The ILF was set up in 1988 to support disabled people with the highest levels of support need to live in the community. Since then it has helped thousands to live active and full lives.

The government decision to close the Independent Living Fund and instead devolve responsibility to local authorities follows a consultation that disabled people claim is unlawful.

Whereas support received through the ILF has transformed thousands of lives, local authorities are not able to provide the same level or range of support through their current systems. With central funding to local authorities being cut this can only get worse.

Join us to show support and solidarity to those disabled people taking the legal challenge on an issue that is importance to everyone who cares about social justice and the rights of disabled people to live independently, equally and with dignity.

Speakers will include Linda Burnip, co-founder of Disabled People Against Cuts, Tracey Lazard, Chief executive of Inclusion London and many disabled people who are personally affected by the closure of the Independent Living Fund. Writer/performers and ILF users Sophie Partridge and Penny Pepper will read from their new script developed to highlight the importance of the Fund.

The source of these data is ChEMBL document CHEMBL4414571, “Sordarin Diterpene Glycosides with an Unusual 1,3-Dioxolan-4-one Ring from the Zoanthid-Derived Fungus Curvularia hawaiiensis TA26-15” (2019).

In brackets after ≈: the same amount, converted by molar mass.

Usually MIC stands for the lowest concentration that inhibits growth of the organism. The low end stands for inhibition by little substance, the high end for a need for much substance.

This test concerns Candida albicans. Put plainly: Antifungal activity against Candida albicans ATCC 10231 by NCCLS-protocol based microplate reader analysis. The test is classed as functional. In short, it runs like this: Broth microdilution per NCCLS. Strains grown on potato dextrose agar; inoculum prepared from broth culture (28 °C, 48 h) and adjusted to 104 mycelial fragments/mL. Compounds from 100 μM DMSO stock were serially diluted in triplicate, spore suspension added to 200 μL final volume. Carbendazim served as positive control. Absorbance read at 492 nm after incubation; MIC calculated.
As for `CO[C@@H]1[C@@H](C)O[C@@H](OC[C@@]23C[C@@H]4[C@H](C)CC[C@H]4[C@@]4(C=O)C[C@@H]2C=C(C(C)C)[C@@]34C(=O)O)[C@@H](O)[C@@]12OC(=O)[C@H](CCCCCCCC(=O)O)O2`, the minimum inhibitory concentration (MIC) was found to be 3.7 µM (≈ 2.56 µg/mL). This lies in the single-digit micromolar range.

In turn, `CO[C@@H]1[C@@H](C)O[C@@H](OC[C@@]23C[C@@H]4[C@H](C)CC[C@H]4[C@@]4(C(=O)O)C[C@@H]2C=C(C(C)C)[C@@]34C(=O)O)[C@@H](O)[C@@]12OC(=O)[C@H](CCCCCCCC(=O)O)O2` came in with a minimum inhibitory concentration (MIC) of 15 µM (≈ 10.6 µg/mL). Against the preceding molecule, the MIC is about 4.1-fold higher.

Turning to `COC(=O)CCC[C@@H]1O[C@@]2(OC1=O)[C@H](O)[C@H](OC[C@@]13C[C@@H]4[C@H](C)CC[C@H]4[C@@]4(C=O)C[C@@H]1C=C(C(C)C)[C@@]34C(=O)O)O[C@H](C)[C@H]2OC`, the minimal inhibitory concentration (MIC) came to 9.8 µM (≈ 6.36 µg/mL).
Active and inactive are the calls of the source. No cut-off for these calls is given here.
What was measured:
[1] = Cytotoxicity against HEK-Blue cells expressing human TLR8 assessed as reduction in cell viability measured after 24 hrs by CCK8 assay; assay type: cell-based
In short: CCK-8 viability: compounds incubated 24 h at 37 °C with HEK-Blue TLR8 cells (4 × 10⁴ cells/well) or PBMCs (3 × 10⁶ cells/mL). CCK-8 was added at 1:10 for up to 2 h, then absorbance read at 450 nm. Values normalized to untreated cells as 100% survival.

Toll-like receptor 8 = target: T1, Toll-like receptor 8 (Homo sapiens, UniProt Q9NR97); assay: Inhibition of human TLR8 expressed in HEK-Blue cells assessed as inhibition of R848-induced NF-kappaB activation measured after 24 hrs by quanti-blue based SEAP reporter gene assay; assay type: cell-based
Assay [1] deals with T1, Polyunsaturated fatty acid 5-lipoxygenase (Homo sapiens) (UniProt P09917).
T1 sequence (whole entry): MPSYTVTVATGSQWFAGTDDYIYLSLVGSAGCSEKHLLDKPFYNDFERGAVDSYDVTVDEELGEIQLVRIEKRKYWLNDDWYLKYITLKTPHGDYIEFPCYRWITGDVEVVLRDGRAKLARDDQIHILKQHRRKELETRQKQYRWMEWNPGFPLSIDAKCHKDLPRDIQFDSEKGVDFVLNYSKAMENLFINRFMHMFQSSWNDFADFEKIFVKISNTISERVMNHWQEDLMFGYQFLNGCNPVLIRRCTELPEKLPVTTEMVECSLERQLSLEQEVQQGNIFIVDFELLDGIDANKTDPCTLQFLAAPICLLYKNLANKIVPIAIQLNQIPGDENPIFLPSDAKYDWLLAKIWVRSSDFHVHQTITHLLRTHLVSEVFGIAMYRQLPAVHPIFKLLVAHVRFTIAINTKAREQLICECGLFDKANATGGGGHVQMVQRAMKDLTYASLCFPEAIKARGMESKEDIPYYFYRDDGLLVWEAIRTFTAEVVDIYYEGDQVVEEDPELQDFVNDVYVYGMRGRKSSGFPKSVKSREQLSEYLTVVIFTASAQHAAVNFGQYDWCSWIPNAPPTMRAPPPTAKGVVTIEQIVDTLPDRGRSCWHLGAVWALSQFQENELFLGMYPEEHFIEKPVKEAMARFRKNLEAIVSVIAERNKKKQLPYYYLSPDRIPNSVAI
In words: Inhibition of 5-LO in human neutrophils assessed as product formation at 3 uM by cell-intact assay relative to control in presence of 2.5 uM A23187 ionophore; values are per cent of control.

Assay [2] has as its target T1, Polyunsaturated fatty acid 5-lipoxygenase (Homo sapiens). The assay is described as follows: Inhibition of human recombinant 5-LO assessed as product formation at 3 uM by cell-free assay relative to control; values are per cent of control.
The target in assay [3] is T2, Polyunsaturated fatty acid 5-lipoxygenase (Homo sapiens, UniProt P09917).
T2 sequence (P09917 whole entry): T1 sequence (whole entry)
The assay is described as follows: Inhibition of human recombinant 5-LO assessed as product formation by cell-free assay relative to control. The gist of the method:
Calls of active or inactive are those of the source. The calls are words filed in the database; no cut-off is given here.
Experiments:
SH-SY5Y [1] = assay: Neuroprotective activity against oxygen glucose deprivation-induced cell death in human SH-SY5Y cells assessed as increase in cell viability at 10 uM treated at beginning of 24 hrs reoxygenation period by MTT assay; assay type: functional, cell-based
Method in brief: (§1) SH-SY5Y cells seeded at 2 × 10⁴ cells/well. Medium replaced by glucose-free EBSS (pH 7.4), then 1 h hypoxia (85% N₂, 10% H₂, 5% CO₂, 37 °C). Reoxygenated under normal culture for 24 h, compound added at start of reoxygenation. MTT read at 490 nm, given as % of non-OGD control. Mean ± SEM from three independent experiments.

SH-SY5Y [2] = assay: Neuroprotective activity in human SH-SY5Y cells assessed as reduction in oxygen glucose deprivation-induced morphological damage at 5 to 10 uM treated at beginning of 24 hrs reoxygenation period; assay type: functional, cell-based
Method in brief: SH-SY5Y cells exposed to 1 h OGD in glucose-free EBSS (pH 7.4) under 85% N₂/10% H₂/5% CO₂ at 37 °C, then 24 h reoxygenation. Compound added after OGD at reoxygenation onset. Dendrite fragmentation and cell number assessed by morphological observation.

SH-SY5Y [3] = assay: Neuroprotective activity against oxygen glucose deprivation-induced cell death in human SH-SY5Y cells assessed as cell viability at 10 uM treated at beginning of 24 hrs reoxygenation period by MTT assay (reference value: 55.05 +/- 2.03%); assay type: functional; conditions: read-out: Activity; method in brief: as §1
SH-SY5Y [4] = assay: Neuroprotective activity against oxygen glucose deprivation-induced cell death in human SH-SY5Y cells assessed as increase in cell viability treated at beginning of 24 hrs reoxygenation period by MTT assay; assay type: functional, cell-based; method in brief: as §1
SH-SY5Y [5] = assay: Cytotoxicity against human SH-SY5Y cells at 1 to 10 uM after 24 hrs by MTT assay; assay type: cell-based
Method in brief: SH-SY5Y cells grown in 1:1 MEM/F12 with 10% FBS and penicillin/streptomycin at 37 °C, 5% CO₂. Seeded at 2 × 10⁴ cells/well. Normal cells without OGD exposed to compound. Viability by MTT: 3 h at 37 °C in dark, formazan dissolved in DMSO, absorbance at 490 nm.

You can listen to how this vicious attack will affect disabled people at these links:

For more information about the vigil contact:

Attached information about the location of the High Courts and about accessible toilets in the area.

 Map courts

 Royal Courts of Justice


London WC2A 2LL

 Travel: the tube stations around the Royal Courts are not accessible (nearest accessible tubes are Westminster and London Bridge and both are a bus journey away).

Please check for more travel information

 Accessible toilets around the royal courts:

–         There is an accessible toilet outside Embankment tube station and inside Charing Cross station.

–         There are toilets opposite the Royal Courts but these are not accessible

–         There are also accessible toilets inside the Royal Courts themselves – see page 10 of this booklet:

Mar 112013

DPAC Logo 3 amendment 1 (Small)  enil logo

11 March 2013 – On 7 March, the Conference of Presidents[1] agreed to place an oral question on the impact of austerity on the living conditions of disabled people on the agenda of the European Parliament.